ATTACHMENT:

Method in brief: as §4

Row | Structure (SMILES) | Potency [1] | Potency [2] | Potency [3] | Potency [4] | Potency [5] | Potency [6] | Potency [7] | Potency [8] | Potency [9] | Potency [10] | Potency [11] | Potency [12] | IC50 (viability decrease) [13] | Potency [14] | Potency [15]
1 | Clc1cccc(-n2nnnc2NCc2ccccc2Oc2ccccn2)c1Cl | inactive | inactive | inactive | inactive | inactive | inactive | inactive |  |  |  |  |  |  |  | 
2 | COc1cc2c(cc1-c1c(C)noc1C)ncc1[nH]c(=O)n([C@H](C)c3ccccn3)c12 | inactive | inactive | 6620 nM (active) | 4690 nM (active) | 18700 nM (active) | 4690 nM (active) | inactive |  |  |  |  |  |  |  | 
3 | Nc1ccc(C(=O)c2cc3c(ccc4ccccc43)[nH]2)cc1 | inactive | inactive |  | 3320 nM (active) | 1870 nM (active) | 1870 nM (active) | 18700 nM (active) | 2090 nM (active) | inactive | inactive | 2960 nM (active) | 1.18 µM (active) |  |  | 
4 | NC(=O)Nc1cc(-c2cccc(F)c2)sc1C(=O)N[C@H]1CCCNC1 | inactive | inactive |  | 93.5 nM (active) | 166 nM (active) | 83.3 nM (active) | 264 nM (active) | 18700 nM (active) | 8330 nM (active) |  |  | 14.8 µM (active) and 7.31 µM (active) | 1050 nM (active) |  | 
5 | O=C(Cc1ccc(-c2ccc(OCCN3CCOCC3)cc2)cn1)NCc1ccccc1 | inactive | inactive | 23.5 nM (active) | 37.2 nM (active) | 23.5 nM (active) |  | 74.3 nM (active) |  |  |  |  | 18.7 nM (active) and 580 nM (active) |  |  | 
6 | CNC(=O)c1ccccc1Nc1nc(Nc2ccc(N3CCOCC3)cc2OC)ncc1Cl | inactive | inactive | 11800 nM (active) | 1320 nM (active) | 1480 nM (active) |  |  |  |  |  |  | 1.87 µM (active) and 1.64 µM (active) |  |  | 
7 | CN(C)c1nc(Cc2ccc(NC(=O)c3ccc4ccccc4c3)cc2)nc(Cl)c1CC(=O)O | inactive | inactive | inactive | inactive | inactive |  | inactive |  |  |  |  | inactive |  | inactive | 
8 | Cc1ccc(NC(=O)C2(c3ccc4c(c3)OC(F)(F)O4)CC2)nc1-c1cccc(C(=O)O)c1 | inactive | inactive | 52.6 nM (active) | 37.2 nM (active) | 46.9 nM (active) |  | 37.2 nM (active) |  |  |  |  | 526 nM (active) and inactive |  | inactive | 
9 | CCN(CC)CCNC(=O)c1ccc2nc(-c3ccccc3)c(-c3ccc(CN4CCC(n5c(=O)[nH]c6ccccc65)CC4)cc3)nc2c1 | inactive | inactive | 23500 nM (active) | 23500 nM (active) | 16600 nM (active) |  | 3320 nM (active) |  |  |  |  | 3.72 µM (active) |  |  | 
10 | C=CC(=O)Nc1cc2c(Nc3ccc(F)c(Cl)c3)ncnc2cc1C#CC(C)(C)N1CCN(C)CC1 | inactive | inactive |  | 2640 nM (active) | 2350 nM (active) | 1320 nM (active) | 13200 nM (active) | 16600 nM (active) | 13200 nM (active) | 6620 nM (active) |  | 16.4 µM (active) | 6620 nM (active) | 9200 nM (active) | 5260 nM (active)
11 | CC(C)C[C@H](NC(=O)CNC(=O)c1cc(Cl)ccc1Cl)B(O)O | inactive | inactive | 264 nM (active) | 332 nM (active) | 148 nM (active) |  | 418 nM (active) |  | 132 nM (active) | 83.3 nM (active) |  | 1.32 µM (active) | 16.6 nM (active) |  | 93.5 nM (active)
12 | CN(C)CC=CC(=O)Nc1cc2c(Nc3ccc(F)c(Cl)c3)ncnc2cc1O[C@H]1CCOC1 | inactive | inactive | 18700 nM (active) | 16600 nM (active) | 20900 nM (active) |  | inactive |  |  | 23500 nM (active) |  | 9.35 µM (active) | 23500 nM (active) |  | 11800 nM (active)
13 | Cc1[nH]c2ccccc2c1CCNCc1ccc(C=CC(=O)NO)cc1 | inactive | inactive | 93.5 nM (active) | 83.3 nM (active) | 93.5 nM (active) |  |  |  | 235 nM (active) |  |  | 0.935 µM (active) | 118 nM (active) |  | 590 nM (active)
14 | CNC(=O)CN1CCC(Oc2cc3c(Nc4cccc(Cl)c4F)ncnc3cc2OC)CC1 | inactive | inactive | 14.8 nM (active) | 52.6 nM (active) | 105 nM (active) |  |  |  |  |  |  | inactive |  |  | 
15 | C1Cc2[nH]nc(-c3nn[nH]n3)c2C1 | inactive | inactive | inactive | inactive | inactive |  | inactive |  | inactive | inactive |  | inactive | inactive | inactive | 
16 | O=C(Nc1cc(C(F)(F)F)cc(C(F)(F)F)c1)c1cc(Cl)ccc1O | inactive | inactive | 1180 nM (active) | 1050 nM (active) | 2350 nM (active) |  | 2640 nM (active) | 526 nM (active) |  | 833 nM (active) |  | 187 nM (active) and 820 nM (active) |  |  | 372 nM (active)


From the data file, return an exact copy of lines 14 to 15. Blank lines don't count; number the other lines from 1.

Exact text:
12 | CN(C)CC=CC(=O)Nc1cc2c(Nc3ccc(F)c(Cl)c3)ncnc2cc1O[C@H]1CCOC1 | inactive | inactive | 18700 nM (active) | 16600 nM (active) | 20900 nM (active) |  | inactive |  |  | 23500 nM (active) |  | 9.35 µM (active) | 23500 nM (active) |  | 11800 nM (active)
13 | Cc1[nH]c2ccccc2c1CCNCc1ccc(C=CC(=O)NO)cc1 | inactive | inactive | 93.5 nM (active) | 83.3 nM (active) | 93.5 nM (active) |  |  |  | 235 nM (active) |  |  | 0.935 µM (active) | 118 nM (active) |  | 590 nM (active)